Germany women's national football team

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Germany
DFBWomen.svg
Nickname(s) Die Nationalelf
(The National Eleven)
Association German Football Association
(Deutscher Fußball-Bund, DFB)
Confederation UEFA (Europe)
Head coach Martina Voss-Tecklenburg
Captain Alexandra Popp
Most caps Birgit Prinz (214)
Top scorer Birgit Prinz (128)
FIFA code GER
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First colours
Kit left arm gerwomen19a.png
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Kit body gerwomen19a.png
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Kit right arm gerwomen19a.png
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Second colours
FIFA ranking
Current 2 Steady2.svg(12 July 2019) [1]
Highest1 (October 2003 – 2007, December 2014 – June 2015, March 2017)
Lowest3 (March 2018)
First international
Flag of Germany.svg  West Germany 5–1 Switzerland   Flag of Switzerland.svg
(Koblenz, West Germany; 10 November 1982)
Biggest win
Flag of Germany.svg  Germany 17–0 Kazakhstan  Flag of Kazakhstan.svg
(Wiesbaden, Germany; 19 November 2011)
Biggest defeat
Flag of the United States.svg  United States 6–0 Germany  Flag of Germany.svg
(Decatur, United States; 14 March 1996)
World Cup
Appearances8 (first in 1991 )
Best resultChampions (2003, 2007)
European Championship
Appearances10 (first in 1989 )
Best resultChampions (1989, 1991, 1995, 1997, 2001, 2005, 2009, 2013)
German national team in 2012 Deutsche Nationalmannschaft.JPG
German national team in 2012

The Germany women's national football team (German : Deutsche Fußballnationalmannschaft der Frauen) is governed by the German Football Association (DFB).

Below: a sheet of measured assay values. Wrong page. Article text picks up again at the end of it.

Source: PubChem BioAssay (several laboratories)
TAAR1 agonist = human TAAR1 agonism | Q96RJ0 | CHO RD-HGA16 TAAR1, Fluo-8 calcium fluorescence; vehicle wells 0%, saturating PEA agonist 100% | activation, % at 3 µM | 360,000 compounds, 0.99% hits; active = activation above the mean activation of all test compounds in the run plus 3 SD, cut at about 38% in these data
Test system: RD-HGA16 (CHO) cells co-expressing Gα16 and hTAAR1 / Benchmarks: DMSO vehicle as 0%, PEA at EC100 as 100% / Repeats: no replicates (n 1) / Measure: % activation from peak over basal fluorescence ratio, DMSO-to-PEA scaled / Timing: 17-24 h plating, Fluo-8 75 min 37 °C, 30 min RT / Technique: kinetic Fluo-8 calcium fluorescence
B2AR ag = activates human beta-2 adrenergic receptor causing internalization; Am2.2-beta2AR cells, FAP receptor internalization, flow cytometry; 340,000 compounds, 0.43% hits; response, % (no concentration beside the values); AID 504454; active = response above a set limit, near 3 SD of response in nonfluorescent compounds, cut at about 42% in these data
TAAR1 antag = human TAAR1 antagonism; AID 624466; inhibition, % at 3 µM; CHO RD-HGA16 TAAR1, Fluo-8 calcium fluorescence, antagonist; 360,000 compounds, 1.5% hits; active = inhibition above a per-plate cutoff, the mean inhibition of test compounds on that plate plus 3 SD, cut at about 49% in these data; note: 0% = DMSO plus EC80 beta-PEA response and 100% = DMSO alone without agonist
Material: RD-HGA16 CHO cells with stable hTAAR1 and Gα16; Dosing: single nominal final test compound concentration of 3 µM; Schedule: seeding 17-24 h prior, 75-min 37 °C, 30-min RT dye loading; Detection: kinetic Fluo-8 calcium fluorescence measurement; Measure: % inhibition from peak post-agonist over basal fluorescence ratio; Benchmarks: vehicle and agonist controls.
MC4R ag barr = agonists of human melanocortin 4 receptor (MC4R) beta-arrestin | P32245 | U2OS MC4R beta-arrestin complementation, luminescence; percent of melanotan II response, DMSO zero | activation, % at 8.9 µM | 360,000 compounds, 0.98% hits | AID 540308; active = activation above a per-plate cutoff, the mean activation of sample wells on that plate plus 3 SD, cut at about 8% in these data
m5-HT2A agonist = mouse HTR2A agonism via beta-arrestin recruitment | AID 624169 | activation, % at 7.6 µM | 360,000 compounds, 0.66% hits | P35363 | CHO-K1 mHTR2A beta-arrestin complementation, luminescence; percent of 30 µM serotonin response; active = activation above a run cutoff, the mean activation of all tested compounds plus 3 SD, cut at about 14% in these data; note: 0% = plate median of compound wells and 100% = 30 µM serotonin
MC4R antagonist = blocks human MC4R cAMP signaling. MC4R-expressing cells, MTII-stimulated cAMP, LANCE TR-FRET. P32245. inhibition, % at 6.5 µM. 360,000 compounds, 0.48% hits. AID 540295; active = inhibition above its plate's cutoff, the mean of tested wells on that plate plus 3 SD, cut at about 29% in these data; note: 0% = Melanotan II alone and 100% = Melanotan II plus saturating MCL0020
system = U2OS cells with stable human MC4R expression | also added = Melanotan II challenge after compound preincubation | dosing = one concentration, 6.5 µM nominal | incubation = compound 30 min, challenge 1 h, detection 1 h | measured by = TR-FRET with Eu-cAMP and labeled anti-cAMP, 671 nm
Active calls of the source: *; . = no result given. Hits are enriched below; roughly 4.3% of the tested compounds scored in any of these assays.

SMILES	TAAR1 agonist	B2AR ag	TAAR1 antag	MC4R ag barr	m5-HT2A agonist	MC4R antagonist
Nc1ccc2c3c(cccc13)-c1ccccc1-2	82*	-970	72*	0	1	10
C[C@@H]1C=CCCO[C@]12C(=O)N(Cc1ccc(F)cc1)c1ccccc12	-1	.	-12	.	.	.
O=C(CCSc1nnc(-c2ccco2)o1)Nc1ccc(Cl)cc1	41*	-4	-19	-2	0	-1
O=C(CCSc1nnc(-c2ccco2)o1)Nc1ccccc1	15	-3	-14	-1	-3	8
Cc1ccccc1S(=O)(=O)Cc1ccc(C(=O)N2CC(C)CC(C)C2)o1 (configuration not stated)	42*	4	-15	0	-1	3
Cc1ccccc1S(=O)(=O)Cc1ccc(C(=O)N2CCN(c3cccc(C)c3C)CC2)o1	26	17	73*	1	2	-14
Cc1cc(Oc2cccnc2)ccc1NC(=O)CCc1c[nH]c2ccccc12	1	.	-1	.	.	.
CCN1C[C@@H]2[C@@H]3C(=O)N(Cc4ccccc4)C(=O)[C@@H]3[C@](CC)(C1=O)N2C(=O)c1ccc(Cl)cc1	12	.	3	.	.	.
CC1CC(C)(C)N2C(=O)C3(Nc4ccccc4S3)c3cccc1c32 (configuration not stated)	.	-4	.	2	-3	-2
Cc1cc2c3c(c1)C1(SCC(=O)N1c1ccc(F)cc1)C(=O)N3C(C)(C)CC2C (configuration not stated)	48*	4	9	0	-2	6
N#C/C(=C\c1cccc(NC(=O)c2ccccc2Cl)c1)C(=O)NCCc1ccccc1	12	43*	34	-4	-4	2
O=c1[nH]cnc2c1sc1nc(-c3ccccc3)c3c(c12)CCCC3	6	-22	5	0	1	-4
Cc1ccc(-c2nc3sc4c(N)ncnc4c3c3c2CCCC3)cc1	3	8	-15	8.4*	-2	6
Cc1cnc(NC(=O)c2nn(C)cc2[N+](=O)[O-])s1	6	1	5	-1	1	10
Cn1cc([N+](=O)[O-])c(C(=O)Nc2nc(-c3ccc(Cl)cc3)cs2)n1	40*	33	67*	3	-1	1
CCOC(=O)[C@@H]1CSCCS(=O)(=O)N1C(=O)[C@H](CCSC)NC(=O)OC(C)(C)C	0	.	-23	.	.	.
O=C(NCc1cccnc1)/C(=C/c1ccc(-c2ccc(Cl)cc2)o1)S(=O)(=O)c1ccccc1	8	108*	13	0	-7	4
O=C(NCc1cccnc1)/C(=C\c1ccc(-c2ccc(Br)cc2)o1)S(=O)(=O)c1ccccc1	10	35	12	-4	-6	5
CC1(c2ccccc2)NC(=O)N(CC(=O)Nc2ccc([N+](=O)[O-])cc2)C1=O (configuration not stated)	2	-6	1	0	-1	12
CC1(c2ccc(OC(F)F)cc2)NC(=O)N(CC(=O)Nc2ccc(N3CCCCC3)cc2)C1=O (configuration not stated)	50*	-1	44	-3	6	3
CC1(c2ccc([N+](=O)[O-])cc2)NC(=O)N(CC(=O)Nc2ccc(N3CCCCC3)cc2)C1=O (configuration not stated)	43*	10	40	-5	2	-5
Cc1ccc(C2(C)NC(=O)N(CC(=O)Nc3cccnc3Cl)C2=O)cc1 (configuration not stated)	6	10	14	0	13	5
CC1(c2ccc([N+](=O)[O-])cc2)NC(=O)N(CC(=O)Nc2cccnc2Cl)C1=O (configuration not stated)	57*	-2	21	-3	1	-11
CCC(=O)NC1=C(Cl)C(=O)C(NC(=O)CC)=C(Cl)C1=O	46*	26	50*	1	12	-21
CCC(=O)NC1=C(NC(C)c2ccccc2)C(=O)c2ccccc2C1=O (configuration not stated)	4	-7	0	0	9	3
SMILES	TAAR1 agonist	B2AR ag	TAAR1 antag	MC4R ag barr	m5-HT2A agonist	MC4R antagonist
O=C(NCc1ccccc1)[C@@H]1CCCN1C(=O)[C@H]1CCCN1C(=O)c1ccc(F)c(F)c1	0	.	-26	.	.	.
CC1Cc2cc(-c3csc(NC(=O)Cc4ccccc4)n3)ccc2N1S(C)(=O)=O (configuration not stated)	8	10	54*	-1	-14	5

German language West Germanic language

German is a West Germanic language that is mainly spoken in Central Europe. It is the most widely spoken and official or co-official language in Germany, Austria, Switzerland, South Tyrol in Italy, the German-speaking Community of Belgium and Liechtenstein. It is one of the three official languages of Luxembourg and a co-official language in the Opole Voivodeship in Poland. The languages that are most similar to the German are the other members of the West Germanic language branch, including Afrikaans, Dutch, English, the Frisian languages, Low German/Low Saxon, Luxembourgish, and Yiddish. There are strong similarities in vocabulary with Danish, Norwegian and Swedish, although those belong to the North Germanic group. German is the second most widely spoken Germanic language, after English.

German Football Association governing body of association football in Germany

The German Football Association is the governing body of football in Germany. A founding member of both FIFA and UEFA, the DFB has jurisdiction for the German football league system and is in charge of the men's and women's national teams. The DFB headquarters are in Frankfurt am Main. Sole members of the DFB are the German Football League, organising the professional Bundesliga and the 2. Bundesliga, along with five regional and 21 state associations, organising the semi-professional and amateur levels. The 21 state associations of the DFB have a combined number of more than 25,000 clubs with more than 6.8 million members, making the DFB the single largest sports federation in the world.

Contents

The German national team is one of the most successful in women's football. They are two-time world champions, having won the 2003 and 2007 tournaments. Germany is also the only nation to have won both the women's and men's tournament. The team has won eight of the twelve UEFA European Championships, claiming six consecutive titles between 1995 and 2013. Germany is one of the two nations to win both the women's and men's European tournament, along with the Netherlands. Germany has won Olympic gold in 2016, after three consecutive bronze medals at the Women's Olympic Football Tournament, finishing third in 2000, 2004 and 2008. Birgit Prinz holds the record for most appearances and is the team's all-time leading goalscorer. Prinz has also set international records; she has received the FIFA World Player of the Year award three times and is the joint second overall top goalscorer at the Women's World Cup.

FIFA Womens World Cup Association football competition for womens national teams